The report into the Government’s Public Parks Inquiry, published on Saturday 11 February, has been greeted with a mixed reaction from Nottingham City Council.

The inquiry by the Communities and Local Government Committee investigated challenges facing parks and ways to secure a sustainable future. Its report recognises ‘that parks are at a tipping point, and failure to match their value and the contribution they make with the resources they need to be sustained could have severe consequences.’

Amongst the 27 witnesses invited to give evidence was Nottingham’s Head of Parks and Open Spaces, Eddie Curry, who is Chair of the Core Cities Parks and Green Spaces Group.

The inquiry heard many calls for a statutory duty to be placed on local councils to provide and maintain parks.  Currently, it is a discretionary service. However, they were not persuaded that this would be the best way to stop parks ‘slipping through the cracks.’

Councillor Dave Trimble, Nottingham City Council’s Portfolio Holder for Leisure and Culture, says: “Nottingham City Council has made substantial improvements to parks and open spaces over the past ten years.  It is therefore very disappointing that this inquiry has failed to make parks a statutory service, as this would have given them the long-term protection they need.


“Imposing a statutory duty would have been a real opportunity to recognise the value of parks and to keep them in political focus.  We appreciate that this would have placed an extra burden on local authorities, but the statutory duty could have been placed on strategic planning and leadership rather than on funding protection.  This would have at least ensured that local authorities consider the wider strategic benefits and identify opportunities to raise income to fund the service.”

Instead, the inquiry recommends that the Minister publishes guidance to local authorities to work with Health and Wellbeing Boards to prepare and publish joint parks and green space strategies acknowledging how parks contribute to wider objectives.   It recognises that ‘parks and green spaces are treasured assets and are often central to the lives of their communities. They provide opportunities for leisure, relaxation and exercise, but are also fundamental to community cohesion, physical and mental health and wellbeing, biodiversity, climate change mitigation, and local economic growth.’

Councillor Trimble welcomes a recommendation to strengthen links with planning, to ensure that the green infrastructure is best used for community benefit.  He also welcomes a recommendation that councils be allowed to use Section 106 planning funding for revenue activities such as parks maintenance and habitat management as well as for capital projects such as playgrounds and buildings.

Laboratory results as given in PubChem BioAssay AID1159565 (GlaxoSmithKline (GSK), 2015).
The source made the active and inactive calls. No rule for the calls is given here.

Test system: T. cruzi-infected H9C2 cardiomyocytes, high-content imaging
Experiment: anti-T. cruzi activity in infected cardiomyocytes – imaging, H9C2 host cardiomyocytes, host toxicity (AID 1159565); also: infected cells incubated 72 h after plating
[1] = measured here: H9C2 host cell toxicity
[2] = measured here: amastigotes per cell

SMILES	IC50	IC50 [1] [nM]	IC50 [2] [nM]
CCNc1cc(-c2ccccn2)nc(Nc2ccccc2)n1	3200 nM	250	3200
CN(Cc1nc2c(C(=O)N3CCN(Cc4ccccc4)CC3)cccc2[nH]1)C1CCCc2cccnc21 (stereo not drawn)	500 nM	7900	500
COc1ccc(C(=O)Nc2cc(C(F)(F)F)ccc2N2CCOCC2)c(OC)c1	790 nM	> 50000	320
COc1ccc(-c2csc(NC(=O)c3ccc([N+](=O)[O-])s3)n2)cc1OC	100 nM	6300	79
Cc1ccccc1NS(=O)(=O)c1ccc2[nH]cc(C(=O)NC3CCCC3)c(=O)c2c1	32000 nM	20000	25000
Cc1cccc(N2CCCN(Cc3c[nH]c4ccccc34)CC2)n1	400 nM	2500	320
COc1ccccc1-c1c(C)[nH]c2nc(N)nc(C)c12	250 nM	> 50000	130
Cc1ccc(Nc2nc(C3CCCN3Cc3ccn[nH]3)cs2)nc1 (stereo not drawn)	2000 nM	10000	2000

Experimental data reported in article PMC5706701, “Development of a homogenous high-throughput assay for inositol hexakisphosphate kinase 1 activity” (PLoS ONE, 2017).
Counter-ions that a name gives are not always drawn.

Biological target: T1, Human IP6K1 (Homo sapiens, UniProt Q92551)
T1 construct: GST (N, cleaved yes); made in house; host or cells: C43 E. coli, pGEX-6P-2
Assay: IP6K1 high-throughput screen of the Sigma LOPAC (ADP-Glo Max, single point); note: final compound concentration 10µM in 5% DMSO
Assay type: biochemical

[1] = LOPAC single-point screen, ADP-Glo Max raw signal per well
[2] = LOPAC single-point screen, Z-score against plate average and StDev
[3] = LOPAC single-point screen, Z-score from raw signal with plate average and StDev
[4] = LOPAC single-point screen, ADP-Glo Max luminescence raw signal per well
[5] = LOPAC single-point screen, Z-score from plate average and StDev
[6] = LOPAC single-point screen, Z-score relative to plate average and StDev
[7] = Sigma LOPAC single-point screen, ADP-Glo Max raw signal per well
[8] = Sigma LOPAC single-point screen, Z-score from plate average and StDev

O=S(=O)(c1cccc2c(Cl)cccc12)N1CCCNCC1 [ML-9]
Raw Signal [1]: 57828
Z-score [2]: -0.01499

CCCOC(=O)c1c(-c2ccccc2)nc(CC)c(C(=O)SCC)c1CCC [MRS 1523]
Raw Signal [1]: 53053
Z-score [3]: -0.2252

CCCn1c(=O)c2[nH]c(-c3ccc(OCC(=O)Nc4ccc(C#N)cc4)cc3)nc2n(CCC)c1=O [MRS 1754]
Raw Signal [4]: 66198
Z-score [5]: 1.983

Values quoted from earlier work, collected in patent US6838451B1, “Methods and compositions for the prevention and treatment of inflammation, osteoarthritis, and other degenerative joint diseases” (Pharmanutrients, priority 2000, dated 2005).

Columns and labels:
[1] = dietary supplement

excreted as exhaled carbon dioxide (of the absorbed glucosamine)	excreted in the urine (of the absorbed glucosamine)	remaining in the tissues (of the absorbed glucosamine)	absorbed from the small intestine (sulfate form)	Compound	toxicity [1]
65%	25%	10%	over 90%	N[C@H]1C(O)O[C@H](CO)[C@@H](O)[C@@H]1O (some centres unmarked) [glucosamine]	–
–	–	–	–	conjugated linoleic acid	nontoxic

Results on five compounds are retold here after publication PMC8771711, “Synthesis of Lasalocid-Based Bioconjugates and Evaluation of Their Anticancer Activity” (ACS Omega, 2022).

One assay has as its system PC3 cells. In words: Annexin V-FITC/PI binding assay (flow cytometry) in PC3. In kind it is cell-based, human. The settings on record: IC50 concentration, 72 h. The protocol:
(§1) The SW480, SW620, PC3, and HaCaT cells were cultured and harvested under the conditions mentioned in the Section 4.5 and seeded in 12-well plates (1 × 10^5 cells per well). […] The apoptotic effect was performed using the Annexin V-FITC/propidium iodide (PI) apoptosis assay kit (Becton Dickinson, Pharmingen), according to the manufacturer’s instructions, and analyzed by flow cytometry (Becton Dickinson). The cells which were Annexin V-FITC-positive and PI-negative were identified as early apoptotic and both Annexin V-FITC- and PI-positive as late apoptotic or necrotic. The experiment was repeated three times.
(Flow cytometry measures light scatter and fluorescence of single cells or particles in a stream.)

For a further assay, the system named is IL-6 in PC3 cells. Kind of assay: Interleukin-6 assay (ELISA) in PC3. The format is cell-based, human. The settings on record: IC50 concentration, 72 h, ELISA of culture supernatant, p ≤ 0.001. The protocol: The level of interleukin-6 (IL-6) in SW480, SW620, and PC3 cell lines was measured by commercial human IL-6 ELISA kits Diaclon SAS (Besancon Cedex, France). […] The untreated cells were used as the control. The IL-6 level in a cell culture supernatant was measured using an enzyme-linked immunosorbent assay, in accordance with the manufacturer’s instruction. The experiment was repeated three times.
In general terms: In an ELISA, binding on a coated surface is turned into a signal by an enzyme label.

A guarded welcome is also given to recommendations to remove restrictive covenants and legislation that protect parks and green spaces from development or from commercial activities.   In Nottingham, such restrictions apply to sites including Victoria Embankment, Stockhill Park, Highfields Park, Harvey Hadden Park, Woodthorpe Park and Wollaton Park.


Councillor Trimble says: “When benefactors gifted land a century or more ago the interpretation of conditions may well have been different.  For instance, the agreements may put a total restriction on any commercial activities that could bring in money to help fund the park.  If parks are to serve us as well in the future as they have in the past they need to keep up with the times and be valued by new generations.  Any proposals would need to be treated sensitively, with careful consideration to ensure that the community were fully consulted on any potential changes.”

The inquiry report welcomes the growth of park forums as a method of improving the way local authorities work with their communities in a co-ordinated and efficient way.

The Chair of Nottingham Parks and Open Spaces Forum, Sarah Manton, said: “We have many beautiful and much-loved parks in the city and we are fortunate that they are high on the council’s agenda, with the number of Green Flag sites in Nottingham standing at a record 46.

“As the inquiry points out, with ever-reducing budgets we need to demonstrate the wider value of parks in order to find new sources of funding.  Nottingham has led the way on this, with investment in Nottingham parks over the past ten years topping £36million, achieved through bids, commercial activities and partnerships.

“It’s disappointing that  – while acknowledging the tremendous value of parks, volunteers and the growth of local forums –  the report underestimates the worth of a clearly-defined and active local political champion, failing to see the clear link between strong political leadership and how this helps to secure funding and protect our parks from budget cuts.

“It also points out the lack of national strategic leadership – so it’s disappointing that its recommendation is to establish a website.  It would have been better to consider how a national agency could help support parks – even simply through one of the existing organisations or governing bodies such as the Parks Alliance or Landscape Institute.”